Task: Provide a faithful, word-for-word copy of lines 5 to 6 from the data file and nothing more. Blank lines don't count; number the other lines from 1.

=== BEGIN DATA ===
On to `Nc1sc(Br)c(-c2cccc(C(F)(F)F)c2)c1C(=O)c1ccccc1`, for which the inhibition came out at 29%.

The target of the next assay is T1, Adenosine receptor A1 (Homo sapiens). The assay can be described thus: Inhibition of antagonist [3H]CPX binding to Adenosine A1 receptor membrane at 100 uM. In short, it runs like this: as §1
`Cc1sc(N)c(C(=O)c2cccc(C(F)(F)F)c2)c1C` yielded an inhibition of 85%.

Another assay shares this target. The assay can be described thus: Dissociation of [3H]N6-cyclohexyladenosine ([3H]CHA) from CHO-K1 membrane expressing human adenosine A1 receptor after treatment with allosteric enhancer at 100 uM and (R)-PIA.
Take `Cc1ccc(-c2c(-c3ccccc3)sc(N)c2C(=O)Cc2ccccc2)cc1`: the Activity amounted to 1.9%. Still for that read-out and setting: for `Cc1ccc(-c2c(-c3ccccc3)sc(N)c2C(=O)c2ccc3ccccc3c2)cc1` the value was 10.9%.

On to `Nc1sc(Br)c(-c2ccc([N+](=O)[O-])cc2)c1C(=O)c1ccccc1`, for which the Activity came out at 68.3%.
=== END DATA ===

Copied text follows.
Take `Cc1ccc(-c2c(-c3ccccc3)sc(N)c2C(=O)Cc2ccccc2)cc1`: the Activity amounted to 1.9%. Still for that read-out and setting: for `Cc1ccc(-c2c(-c3ccccc3)sc(N)c2C(=O)c2ccc3ccccc3c2)cc1` the value was 10.9%.

On to `Nc1sc(Br)c(-c2ccc([N+](=O)[O-])cc2)c1C(=O)c1ccccc1`, for which the Activity came out at 68.3%.